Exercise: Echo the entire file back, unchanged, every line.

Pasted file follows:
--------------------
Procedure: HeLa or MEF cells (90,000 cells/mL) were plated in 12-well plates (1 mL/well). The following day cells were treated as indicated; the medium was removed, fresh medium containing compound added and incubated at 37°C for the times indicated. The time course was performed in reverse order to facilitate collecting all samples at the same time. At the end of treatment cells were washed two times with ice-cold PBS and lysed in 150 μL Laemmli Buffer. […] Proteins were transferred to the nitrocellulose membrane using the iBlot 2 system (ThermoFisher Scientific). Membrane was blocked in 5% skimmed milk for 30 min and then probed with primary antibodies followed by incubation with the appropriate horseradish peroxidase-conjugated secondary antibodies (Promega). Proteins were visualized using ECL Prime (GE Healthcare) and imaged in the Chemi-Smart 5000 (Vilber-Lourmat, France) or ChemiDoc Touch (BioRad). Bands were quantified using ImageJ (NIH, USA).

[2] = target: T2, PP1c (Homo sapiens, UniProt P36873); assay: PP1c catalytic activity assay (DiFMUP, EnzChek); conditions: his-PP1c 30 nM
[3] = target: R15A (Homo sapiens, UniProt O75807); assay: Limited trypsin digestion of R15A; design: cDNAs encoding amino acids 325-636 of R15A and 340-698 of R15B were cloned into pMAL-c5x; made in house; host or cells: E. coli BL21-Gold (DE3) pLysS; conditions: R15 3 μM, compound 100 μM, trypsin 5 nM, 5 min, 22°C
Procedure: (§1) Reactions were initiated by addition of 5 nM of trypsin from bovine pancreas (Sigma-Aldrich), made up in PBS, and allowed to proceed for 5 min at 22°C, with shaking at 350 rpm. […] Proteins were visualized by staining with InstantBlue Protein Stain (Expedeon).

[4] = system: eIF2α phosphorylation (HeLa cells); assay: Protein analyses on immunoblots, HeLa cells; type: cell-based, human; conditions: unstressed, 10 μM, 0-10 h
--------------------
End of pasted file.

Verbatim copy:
Procedure: HeLa or MEF cells (90,000 cells/mL) were plated in 12-well plates (1 mL/well). The following day cells were treated as indicated; the medium was removed, fresh medium containing compound added and incubated at 37°C for the times indicated. The time course was performed in reverse order to facilitate collecting all samples at the same time. At the end of treatment cells were washed two times with ice-cold PBS and lysed in 150 μL Laemmli Buffer. […] Proteins were transferred to the nitrocellulose membrane using the iBlot 2 system (ThermoFisher Scientific). Membrane was blocked in 5% skimmed milk for 30 min and then probed with primary antibodies followed by incubation with the appropriate horseradish peroxidase-conjugated secondary antibodies (Promega). Proteins were visualized using ECL Prime (GE Healthcare) and imaged in the Chemi-Smart 5000 (Vilber-Lourmat, France) or ChemiDoc Touch (BioRad). Bands were quantified using ImageJ (NIH, USA).

[2] = target: T2, PP1c (Homo sapiens, UniProt P36873); assay: PP1c catalytic activity assay (DiFMUP, EnzChek); conditions: his-PP1c 30 nM
[3] = target: R15A (Homo sapiens, UniProt O75807); assay: Limited trypsin digestion of R15A; design: cDNAs encoding amino acids 325-636 of R15A and 340-698 of R15B were cloned into pMAL-c5x; made in house; host or cells: E. coli BL21-Gold (DE3) pLysS; conditions: R15 3 μM, compound 100 μM, trypsin 5 nM, 5 min, 22°C
Procedure: (§1) Reactions were initiated by addition of 5 nM of trypsin from bovine pancreas (Sigma-Aldrich), made up in PBS, and allowed to proceed for 5 min at 22°C, with shaking at 350 rpm. […] Proteins were visualized by staining with InstantBlue Protein Stain (Expedeon).

[4] = system: eIF2α phosphorylation (HeLa cells); assay: Protein analyses on immunoblots, HeLa cells; type: cell-based, human; conditions: unstressed, 10 μM, 0-10 h